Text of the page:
The City of Tamarac Must Commit to Transparency by Broadcasting Commission Meetings to the Public

The City of Tamarac Must Commit to Transparency by Broadcasting Commission Meetings to the Public 1

Coral Springs City Commission Meetings led by Mayor Roy Gold. Moments such as these with Ramblewood Elementary Children singing to the Commission can be seen by residents at home if meetings are broadcast like in other cities.

By Sharon Aron Baron

It’s 2012, and the City of Tamarac still isn’t broadcasting its workshops or city commission meetings to the public.

When Beth Talabisco first ran for Mayor in 2006, this was her platform. She even had campaign mail-outs saying that was one of her priorities.  Maybe it was looked into, and it was too cost-prohibitive.  When I spoke in front of the Mayor and Commissioner last week, they didn’t mention anything about it.

If the city believes it’s too expensive, I want to assure them it’s not. Local public high schools are already broadcasting their games, so why can’t the City of Tamarac?

After a considerable amount of research with other cities that broadcast or “stream” their meetings over the internet, I have found out that if Tamarac wanted to start by streaming their meetings over the internet, it would cost less than $10,000.

The city of Tamarac says it “Commits to Transparency” on its website. Show the residents this is true and start broadcasting meetings.

Broadcasting or streaming meetings is nothing new or different. There are over 30 cities in Broward County and 19 of them already broadcast their meetings:

  1. Coral Springs
  2. Cooper City
  3. Dania Beach
  4. Davie
  5. Deerfield Beach
  6. Fort Lauderdale
  7. Hallandale Beach
  8. Hollywood
  9. Lauderdale-by-the-Sea
  10. Lauderhill
  11. Margate
  12. Miramar
  13. Oakland Park
  14. Parkland
  15. Pembroke Pines
  16. Plantation
  17. Pompano Beach
  18. Sunrise
  19. Weston
According to Lauderhill Mayor Kaplan, Commission meetings have been televised on Comcast for years.

Susan Poling, City Clerk for Cooper City, says that besides using cable, they use live streaming using their own equipment via Granicus, a company specializing in streaming government meetings.

Matt Hoffman, Broadcast Communications Coordinator with the City of Coral Springs, has been streaming meetings since 2003. He says they bought a Streaming Video Appliance for only $3,700 and pay $800 yearly for the multi-cast stream support.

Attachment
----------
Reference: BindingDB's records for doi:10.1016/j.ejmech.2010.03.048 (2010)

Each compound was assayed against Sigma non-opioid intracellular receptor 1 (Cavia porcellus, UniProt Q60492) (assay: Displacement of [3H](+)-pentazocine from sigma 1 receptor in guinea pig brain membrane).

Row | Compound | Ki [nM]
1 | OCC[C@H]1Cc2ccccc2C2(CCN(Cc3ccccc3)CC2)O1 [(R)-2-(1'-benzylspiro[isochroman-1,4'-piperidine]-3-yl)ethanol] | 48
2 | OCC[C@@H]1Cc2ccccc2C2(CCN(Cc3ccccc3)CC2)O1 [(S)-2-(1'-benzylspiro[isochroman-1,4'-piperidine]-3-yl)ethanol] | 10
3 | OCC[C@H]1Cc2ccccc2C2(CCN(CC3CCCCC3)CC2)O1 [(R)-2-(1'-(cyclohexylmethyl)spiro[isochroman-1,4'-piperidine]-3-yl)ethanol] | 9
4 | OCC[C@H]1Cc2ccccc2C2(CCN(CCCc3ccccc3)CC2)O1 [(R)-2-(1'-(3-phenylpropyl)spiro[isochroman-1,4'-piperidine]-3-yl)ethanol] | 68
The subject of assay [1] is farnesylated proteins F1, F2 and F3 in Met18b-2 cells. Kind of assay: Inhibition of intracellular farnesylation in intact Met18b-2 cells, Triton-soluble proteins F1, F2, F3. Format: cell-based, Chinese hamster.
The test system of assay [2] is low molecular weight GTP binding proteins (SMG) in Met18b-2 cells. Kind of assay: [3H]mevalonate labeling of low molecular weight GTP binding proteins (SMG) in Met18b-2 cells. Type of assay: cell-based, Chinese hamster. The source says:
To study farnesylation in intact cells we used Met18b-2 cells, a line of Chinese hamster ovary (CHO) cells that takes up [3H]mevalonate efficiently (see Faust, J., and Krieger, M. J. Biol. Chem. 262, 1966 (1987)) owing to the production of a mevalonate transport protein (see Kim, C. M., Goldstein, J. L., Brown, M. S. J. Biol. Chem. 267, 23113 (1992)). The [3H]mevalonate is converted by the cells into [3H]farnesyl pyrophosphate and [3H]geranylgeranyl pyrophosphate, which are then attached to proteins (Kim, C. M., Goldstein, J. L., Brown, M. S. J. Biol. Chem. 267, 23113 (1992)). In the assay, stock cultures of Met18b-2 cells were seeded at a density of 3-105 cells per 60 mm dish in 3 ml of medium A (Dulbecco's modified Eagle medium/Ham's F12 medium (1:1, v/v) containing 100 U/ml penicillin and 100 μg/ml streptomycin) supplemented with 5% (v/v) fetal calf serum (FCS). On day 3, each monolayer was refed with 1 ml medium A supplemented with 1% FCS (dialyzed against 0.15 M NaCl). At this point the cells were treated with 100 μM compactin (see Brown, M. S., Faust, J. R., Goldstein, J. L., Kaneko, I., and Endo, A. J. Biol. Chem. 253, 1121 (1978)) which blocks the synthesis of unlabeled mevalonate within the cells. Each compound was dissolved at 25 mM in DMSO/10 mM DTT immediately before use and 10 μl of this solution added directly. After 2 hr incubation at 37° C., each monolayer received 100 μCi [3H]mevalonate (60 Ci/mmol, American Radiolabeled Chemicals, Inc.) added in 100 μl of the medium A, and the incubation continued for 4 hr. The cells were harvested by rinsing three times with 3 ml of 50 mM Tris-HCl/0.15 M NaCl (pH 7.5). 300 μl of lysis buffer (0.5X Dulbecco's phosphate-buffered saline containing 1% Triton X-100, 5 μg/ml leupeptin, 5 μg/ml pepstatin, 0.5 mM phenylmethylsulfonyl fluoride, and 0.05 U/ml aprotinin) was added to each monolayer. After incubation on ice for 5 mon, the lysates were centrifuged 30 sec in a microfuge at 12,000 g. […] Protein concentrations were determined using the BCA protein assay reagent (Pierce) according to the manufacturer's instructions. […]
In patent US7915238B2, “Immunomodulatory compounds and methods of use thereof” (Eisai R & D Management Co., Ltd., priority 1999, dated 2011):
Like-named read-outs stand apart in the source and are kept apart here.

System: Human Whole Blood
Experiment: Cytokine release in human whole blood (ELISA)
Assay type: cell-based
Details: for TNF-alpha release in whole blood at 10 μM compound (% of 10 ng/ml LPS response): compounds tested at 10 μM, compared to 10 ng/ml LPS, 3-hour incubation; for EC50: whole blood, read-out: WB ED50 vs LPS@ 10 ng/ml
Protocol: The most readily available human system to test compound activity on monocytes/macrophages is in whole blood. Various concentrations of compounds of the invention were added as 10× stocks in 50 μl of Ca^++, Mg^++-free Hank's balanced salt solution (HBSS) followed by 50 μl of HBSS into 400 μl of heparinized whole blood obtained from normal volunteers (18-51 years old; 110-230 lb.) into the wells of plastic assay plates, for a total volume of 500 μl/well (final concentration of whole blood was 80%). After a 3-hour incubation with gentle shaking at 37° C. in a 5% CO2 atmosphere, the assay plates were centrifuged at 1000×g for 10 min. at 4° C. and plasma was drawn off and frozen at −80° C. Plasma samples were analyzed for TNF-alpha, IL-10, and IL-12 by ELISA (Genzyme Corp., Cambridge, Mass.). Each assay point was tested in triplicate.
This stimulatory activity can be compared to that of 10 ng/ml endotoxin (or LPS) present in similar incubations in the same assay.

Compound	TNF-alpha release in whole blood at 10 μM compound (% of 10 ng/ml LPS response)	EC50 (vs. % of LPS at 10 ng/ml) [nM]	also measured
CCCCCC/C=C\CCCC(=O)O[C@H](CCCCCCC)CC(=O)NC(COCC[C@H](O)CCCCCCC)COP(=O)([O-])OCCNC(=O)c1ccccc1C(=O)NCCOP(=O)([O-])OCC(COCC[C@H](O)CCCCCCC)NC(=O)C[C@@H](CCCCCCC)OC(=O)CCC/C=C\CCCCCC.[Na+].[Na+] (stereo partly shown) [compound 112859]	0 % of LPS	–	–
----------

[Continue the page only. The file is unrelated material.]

Margate Records Coordinator Carol DiLorenzo says that the City of Margate broadcasts the audio-only of City Commission meetings.  The broadcast is live, and it’s heard on their Public Access Channel, Channel 78 through Comcast.

Parkland City Manager Caryn Gardner-Young says they stream their meetings, but they also televise them if you have Comcast.

Pompano Beach Communications Director Sandra King says citizens requested City Commissioners that got it done. The City of Pompano Beach videotapes all City Commission Meetings. They also broadcast the Commission Meetings live and rebroadcast them nine times during the week on Ch. 78. They also web stream the Commission Meetings live.

Sunrise City manager Bruce Moeller said at first they used Comcast but then resorted to streaming.  Residents can go to the site any time and watch the streaming video.  It coincides with the agenda so that you don’t have to watch the whole video.  You can find the part on the agenda you’d like to see and click on that area.

Now I know that broadcasting and cable sound expensive, so maybe Tamarac should take this in baby steps.  According to the recent Tamarac citizens survey of 629 residents, 86% have internet access in their homes.  So before jumping headfirst into broadcasting, the City of Tamarac should first look into streaming their meetings over the internet for a relatively inexpensive cost.

Eric Powell, Production Manager of Beacon TV, said the city could purchase a Tricaster portable production unit for less than $10,000.  High schools such as Cypress Bay and Nova stream their games using the tricaster, and Tamarac can too.  The city already has the audio in the commission chambers, all they would need is the video, and they would be set for live streaming.

Once we’re set up on live streaming for the workshops and commission meetings, we can eventually move on to cable and other options in the future.

Author Profile

Sharon Aron Baron
Sharon Aron Baron
Sharon Aron Baron is the Editor of Talk Media and Tamarac Talk, Coral Springs Talk, and Parkland Talk. Tamarac Talk was created in 2011 to provide News for the residents of Tamarac and is the #1 News Source for Residents.
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